Re: Australopithicus factual info

Ralph L Holloway (
Tue, 27 Jun 1995 01:31:24 -0400

> Real data:
> Sts 5 cranial capacity = 485 cc
> Sts 71 cranial capacity = 428 cc
> Data is probably from Holloway, but I can check if anyone wants. The sex
> attribution of Sts 5 is open to question, and I've seen suggestions that
> this individual may be a male. The africanus sample is scrappy enough to
> make this a difficult case since Sts 5 has no canines (or any other
> teeth).
> It certainly is probable that an expanded sample size will yield
> endocranial volumes above 500 cc. The reason I suggested that 510 cc
> probably came from ER 1813 is because the cranial capacity of this
> individual is commonly cited as 510 cc. Also, numerous sources that are
> not up to date suggest that ER 1813 is an A. africanus (as did R. Leakey
> when it was discovered).
Yes, the data is from Holloway, and the 510cc for 1813 is also my
reconstruction. The attribution to A. africanus is difficult though. The
endocast is no help, given its morphology (see the journal HUMAN
NEUROBIOLOGY, 1983, for the descriptions of these endocasts, including
1470, and 1805). The teeth are unlike those of the S.African gracile
austalopithecines, being more Homo-like in their buccal-lingual reduction
relative to medial distal lengths. Some have regarded 1813 as the female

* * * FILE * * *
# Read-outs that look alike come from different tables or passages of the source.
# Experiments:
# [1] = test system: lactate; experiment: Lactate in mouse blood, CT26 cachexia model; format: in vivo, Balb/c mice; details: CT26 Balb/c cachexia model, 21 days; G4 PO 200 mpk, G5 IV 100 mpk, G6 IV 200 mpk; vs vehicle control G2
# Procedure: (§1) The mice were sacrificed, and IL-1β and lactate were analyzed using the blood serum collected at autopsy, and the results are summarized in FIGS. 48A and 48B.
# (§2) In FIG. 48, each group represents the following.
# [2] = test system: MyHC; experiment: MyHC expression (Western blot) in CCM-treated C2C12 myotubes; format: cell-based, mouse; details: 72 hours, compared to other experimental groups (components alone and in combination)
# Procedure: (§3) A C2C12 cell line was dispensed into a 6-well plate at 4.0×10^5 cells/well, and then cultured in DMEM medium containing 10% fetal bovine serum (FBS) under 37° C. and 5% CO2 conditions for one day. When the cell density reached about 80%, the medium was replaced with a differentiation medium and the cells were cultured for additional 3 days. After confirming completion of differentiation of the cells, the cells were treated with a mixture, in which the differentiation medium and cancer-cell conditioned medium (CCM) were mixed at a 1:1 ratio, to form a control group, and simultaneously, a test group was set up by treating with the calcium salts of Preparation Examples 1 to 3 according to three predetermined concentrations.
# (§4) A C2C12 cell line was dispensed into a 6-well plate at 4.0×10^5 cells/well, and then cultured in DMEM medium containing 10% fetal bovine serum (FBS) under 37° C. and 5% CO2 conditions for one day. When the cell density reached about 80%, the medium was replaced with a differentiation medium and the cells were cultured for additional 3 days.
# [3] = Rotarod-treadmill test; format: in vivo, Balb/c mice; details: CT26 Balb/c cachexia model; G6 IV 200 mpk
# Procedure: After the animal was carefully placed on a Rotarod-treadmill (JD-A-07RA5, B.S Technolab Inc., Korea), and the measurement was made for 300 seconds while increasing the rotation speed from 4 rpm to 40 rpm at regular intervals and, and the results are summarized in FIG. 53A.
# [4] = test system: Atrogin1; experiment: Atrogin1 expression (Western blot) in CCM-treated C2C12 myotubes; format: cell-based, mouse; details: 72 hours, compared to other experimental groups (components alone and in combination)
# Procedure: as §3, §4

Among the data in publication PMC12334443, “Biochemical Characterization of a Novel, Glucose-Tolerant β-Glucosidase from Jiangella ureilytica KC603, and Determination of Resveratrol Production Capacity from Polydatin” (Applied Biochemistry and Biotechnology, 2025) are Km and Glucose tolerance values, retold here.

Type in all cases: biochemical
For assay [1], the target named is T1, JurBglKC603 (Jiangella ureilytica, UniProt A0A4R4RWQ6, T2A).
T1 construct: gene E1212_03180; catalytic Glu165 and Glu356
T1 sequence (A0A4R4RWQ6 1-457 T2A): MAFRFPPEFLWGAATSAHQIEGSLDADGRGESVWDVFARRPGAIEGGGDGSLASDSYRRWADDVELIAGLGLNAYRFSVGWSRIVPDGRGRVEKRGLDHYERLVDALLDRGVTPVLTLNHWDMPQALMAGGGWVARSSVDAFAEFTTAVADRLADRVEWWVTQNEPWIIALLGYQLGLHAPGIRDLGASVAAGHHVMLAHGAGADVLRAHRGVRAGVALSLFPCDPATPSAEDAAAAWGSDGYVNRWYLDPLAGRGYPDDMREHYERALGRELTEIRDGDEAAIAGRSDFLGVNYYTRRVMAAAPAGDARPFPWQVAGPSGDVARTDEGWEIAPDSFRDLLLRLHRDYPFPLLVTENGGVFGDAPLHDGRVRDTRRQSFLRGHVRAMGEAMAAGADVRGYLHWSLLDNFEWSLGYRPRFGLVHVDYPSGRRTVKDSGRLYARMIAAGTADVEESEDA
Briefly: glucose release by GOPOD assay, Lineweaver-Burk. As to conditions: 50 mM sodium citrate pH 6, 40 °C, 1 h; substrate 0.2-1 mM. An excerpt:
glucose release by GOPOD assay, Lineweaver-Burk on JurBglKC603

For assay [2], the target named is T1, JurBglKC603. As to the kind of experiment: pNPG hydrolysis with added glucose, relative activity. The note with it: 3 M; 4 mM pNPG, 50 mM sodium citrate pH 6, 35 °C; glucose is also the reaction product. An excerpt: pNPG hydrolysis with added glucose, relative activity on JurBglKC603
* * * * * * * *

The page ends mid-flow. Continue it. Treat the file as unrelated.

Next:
counterpart of 1470, but the endocast shape is very different, as well as
the size being far outside of normal sexual dimorphism, i.e., 752 for
1470 and 510 for 1813. Its possible, but I think unlikely given the
endocast shape. Then too, we really don't know what the dentition of
1470 was actually. Really puzzling is 1805, at 587 cc, with a morphology
more like a gorilla endocast than anything else.
As for the earlier declaration that the brain evolved last, or that
brain size increased before reorganization, it is all highly debatable.
Falk sez no, Holloway says yes. Need some independent assessment for
these endocasts. Falk has yet to answer my point regarding the A
afrensis AL 162-28 specimen, where the distance from the occipitsal pole
to the purported lunate sulcus is about 16 mm. On any chimp brain the
measurement is about 25-30mm, often with chimp brains of less volume
than 162-28. R. Holloway. >